Part of New York’s Raise the Age legislation will raise the age of criminal responsibility for some teenagers. It takes effect in October 2018 for 16-year-olds and October 2019 for 17-year-olds. It also puts the state in line with the huge majority of other states.
New York currently is one of just two states that automatically prosecutes 16-year-olds as adults. One reason for this law is that the state has recognized that the brains of 16- and 17-year-olds are still developing. These teens may not fully grasp the consequences of any criminal acts, and prosecuting them as if they do is unfair.
The state has also recognized the pitfalls of adult prisons for young offenders. For one thing, older, savvier and bigger prisoners can pose serious physical threats to teenagers. Also, these adult prisons do not provide the rehabilitative services that juvenile offenders would get. Perhaps most importantly, research shows that teenagers placed in adult prisons are more likely to reoffend.
A look at the age change
The law creates the Adolescent Offender, or AO, a special classification for 16- and 17-year-olds who are accused of felonies. By default, a judge hears their cases in family court. When incarceration is necessary pending the trial, a teen will go to a specialized facility for similar-age peers.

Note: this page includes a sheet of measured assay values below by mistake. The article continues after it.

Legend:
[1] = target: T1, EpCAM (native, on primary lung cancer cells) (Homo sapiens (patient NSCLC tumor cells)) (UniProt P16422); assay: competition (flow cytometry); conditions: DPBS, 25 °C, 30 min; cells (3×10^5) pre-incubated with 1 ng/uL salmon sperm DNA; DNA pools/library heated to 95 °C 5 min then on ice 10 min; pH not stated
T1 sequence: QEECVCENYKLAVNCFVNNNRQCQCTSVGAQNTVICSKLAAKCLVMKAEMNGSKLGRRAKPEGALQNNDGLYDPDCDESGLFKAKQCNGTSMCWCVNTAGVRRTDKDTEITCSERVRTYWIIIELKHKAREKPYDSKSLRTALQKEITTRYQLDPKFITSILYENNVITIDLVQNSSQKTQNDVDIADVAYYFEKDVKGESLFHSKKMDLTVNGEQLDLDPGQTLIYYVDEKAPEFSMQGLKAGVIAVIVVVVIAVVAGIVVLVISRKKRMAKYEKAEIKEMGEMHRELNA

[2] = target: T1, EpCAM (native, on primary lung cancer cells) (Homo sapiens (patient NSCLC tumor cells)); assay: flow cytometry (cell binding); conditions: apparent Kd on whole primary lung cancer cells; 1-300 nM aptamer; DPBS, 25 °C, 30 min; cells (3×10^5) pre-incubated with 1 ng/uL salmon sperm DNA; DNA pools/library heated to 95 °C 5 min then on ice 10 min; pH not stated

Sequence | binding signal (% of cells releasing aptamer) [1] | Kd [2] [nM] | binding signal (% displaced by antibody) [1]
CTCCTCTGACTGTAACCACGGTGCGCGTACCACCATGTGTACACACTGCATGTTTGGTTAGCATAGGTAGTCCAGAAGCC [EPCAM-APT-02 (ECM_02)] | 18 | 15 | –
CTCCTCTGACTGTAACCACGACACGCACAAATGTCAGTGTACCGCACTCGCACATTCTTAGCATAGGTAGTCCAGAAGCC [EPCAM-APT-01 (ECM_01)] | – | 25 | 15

However, just because they are not automatically prosecuted as adults does not mean they cannot be. For youths charged with violent felonies involving extraordinary circumstances — such as those involving sex crimes, debilitating physical injuries or use of firearms –, there is a three-part test that determines if the case should stay in family court. Failing that test means being tried as an adult. For nonviolent felonies, a prosecutor has 30 days to show extraordinary circumstances.
Sealing criminal records
The new law should also help seal records for many who have convictions. There are a number of criteria that must be met in order to qualify. An experienced criminal defense lawyer can help.